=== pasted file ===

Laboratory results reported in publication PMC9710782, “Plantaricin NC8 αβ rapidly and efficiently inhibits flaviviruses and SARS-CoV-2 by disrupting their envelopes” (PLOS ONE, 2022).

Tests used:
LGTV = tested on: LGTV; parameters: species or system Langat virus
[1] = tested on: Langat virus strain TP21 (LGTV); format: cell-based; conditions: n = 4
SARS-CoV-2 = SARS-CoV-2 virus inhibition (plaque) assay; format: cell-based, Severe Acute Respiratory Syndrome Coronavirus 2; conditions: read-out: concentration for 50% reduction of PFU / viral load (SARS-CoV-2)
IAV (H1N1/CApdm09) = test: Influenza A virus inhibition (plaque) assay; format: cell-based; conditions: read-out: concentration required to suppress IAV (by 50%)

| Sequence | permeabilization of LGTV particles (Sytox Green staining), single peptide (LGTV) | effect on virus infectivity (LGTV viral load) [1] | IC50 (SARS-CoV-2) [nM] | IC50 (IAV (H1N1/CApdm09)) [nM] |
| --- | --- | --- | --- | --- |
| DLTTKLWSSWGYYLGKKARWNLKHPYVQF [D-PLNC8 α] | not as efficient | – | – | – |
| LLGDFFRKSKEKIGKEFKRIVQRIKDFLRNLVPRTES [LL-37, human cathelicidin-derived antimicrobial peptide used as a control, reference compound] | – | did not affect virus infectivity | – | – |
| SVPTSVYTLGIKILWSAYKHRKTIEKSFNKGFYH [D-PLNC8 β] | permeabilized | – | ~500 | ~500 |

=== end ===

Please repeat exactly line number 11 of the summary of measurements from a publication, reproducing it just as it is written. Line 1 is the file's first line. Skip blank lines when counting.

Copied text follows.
| SVPTSVYTLGIKILWSAYKHRKTIEKSFNKGFYH [D-PLNC8 β] | permeabilized | – | ~500 | ~500 |